O magnum mysterium
Blazen muzh, Op.37
O magnum mysterium
Song for Athene
Friede auf Erden, Op.13
To be sung of a summer night on the water
Elgar arr. Cameron
Lux Aeterna (Nimrod)
Handel and Haydn Society Chorus
Recorded in July 2003 at the Church of the Redeemer, Chestnut Hill, Massachusetts
Reviewed by: Michael Allen
Reviewed: May 2004
CD No: AVIE AV 0039
Duration: 65 minutes
Yet another compilation album, this time from a leading American choir under, to my mind at least, an underrated British conductor. The music is all of a sacred nature, with one exception – the short Delius piece, which in any case should be sung with its companion and sits rather oddly towards the end of the programme. The other odd exception is Victoria’s setting of “O magnum mysterium”, written in the late 16th-century, which seems out of place in an otherwise 20th-century context.
I think that John Tavener’s infamous Song for Athene is rather a beautiful piece, but I would welcome a compilation that didn’t include it. We tend not to come across Randall Thompson’s Alleluia as frequently as those in the US do, it’s a beautiful piece, so too Barber’s Agnus Dei (the same music as his famous Adagio for Strings); and Schoenberg’s wonderful Friede auf Erden is a not inconsiderable challenge even to a professional choir, and the Handel and Haydn Society Chorus is both professional and America’s oldest choir, which gave the American premieres of the B minor Mass, Messiah, and The Creation.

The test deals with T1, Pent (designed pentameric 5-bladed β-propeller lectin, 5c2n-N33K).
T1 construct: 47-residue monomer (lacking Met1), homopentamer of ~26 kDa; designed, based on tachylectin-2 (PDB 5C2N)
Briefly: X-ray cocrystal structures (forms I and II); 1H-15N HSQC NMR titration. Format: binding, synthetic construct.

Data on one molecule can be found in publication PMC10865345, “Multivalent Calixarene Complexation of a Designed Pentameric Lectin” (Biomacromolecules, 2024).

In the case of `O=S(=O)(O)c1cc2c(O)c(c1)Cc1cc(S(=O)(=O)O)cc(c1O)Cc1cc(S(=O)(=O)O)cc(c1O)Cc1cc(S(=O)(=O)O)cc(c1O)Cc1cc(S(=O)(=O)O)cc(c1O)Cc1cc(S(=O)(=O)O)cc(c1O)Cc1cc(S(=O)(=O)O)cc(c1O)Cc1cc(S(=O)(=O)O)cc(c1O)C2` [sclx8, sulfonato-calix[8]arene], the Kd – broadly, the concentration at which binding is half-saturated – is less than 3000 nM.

The only quibble from the point of view of programming, even for those who enjoy this sort of disc, is having the words of the “Lux Aeterna” forced upon ‘Nimrod’ from Elgar’s Enigma Variations – It’s just awful and tasteless – Elgar would surely have hated it. It reduces great music and significant words to nothing more than a trite lollipop.
As to the performances – words are always clear and pacing and climaxes are admirable. Perhaps a wider dynamic range would have been nice – I am not convinced that I hear a real pianissimo, even at the end of Gorecki’s piece, which I seem to remember is marked with several ps. The fortes are sometimes a little forced, which has a detrimental effect on pitch, but the choir at least believes in what it is singing, which is by no means always the case, rising bravely to the challenges of the Schoenberg – the poor tenors especially are pushed to their limits, but its such a welcome change to hear moving parts rather than the slow moving chordal progressions that make up the rest of the music on this CD.
If this sort of disc is your ‘bag’, it may well be worth seeking out.